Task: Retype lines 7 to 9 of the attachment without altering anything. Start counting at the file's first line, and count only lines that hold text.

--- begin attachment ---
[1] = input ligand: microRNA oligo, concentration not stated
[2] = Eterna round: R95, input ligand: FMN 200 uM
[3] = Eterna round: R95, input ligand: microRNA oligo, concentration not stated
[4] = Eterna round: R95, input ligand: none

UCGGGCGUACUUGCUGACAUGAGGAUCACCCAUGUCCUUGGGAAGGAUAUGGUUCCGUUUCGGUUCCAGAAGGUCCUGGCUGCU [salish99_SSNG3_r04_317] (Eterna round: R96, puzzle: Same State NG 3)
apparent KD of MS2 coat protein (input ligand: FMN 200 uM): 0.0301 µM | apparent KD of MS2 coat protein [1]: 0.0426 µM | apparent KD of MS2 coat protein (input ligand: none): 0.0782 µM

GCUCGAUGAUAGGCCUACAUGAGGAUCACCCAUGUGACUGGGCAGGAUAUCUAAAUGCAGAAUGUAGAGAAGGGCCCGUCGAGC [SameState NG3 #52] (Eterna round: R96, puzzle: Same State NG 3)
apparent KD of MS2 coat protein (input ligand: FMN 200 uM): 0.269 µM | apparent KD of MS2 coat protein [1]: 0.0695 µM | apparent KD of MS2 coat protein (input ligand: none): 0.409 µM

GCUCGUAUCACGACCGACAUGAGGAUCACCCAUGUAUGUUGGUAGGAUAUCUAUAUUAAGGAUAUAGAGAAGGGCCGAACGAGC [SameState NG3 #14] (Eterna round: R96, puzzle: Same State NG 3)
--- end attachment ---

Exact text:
GCUCGAUGAUAGGCCUACAUGAGGAUCACCCAUGUGACUGGGCAGGAUAUCUAAAUGCAGAAUGUAGAGAAGGGCCCGUCGAGC [SameState NG3 #52] (Eterna round: R96, puzzle: Same State NG 3)
apparent KD of MS2 coat protein (input ligand: FMN 200 uM): 0.269 µM | apparent KD of MS2 coat protein [1]: 0.0695 µM | apparent KD of MS2 coat protein (input ligand: none): 0.409 µM

GCUCGUAUCACGACCGACAUGAGGAUCACCCAUGUAUGUUGGUAGGAUAUCUAUAUUAAGGAUAUAGAGAAGGGCCGAACGAGC [SameState NG3 #14] (Eterna round: R96, puzzle: Same State NG 3)